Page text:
Saturday, 21 April 2012

There's No Place Like Home, Wherever That Is

The jet lag's over, the cake's been eaten, the books have been signed (scrawled, handwriting's still a mess).

Now, after a brilliant trip home to the US, which included the American launch of At Yellow Lake, I'm back home in the UK.

Home. Weird that I used the word twice in the last sentence, and was referring to places in two different countries, on two different continents.  "Home" for me is, in fact, more than two places. I grew up in Peterson, Minnesota,

spending my summers in Northern Wisconsin. (Here's our wonderful cabin, taken before the terrible storm of 1 July, 2011)

 I lived in several other parts of the US as a university student, and then moved to San Francsico in my eary twenties. As soon as I arrived there I thought, "This is it! I've found it!  This will be my home forever."

Forever lasted about five years. Then I met the man I  later married and moved to the UK, ending up eventually in Brighton (Hove, actually.)

 This is my "new" home, where I've been for almost 25 years, and where my children have been born and raised.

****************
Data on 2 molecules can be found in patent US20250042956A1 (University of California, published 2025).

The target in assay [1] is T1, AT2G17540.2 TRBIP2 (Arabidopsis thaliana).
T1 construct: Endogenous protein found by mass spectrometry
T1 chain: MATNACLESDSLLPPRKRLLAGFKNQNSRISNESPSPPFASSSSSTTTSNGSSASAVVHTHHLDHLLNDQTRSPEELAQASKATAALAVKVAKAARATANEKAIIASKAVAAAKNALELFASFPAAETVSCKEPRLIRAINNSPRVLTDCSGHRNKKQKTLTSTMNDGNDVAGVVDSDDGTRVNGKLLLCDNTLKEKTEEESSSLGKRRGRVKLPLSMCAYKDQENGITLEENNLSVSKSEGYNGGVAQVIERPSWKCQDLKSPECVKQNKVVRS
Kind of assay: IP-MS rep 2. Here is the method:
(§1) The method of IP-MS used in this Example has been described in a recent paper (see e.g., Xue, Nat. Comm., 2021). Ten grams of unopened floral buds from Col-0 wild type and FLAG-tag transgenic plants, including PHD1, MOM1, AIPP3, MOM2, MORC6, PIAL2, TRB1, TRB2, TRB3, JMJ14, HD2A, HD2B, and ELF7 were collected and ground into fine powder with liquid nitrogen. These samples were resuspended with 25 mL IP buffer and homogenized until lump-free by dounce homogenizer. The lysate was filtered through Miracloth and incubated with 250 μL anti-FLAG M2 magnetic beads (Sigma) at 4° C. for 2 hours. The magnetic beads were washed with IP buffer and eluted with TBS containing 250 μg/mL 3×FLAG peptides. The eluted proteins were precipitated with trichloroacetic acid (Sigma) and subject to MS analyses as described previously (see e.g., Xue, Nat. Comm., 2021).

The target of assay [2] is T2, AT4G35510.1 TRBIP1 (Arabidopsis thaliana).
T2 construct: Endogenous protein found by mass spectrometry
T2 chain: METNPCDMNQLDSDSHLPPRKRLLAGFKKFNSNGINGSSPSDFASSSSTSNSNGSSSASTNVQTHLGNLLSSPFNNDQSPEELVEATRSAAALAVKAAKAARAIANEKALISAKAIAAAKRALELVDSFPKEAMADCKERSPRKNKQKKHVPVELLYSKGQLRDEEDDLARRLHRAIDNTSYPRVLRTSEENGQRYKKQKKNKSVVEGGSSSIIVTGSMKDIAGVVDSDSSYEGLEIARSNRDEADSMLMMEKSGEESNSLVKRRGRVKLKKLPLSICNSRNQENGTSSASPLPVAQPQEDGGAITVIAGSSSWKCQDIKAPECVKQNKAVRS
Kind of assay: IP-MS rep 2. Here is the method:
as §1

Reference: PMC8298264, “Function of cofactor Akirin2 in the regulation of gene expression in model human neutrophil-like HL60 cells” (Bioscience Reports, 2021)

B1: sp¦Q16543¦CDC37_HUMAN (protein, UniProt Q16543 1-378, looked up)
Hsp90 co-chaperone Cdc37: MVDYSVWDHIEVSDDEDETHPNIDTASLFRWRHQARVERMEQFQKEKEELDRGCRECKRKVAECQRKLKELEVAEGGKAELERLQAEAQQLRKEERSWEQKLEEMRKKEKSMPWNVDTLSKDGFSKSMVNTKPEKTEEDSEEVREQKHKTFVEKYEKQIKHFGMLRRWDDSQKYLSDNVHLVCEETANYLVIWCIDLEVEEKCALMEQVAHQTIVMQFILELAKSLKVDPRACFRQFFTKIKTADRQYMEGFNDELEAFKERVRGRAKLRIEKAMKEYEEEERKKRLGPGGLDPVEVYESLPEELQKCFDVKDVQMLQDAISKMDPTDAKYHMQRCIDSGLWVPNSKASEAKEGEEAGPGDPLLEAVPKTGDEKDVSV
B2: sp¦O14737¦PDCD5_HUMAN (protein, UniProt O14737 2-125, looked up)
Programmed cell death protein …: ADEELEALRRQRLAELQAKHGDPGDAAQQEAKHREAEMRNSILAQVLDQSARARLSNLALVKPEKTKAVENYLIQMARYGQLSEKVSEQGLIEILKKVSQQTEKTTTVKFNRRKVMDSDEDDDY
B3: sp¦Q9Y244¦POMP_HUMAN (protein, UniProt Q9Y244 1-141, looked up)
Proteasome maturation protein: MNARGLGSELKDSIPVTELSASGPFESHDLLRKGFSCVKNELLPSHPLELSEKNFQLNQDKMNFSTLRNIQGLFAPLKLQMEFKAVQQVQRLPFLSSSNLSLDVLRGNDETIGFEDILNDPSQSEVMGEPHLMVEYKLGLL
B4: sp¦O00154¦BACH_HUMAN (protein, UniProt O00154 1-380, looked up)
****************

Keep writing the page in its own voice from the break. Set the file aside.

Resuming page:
Earlier this week I read Catherine MacPhail's brilliant post on "setting" in UKYA, the new blog that celebrates British YA writers. She talked about the importance of using the setting of her home community in Scotland, and I felt a twinge of jealousy that Catherine could place so many of her tense and edgy novels in a part of the world she has known all her life. I envy that sense of rootedness, just as I've always envied people (and not only writers) who are able to thrive and flourish without having to go through the trauma of moving, the heartache of always having to say goodbye...

Mom and me at Bookshelf, Winona, Minnesota, USA
...something that never gets easier!


  1. So so true. Having a community that knows and values you, friends you love and trust, family close by, and never having to say goodbye--yep, I envy that, too. Course, seeing the world is a nice side benefit.

  2. AND building "homes" in other places also has it's upside. I'm so lucky to feel at home here in the UK, too. Just a lot of people to miss, wherever I am!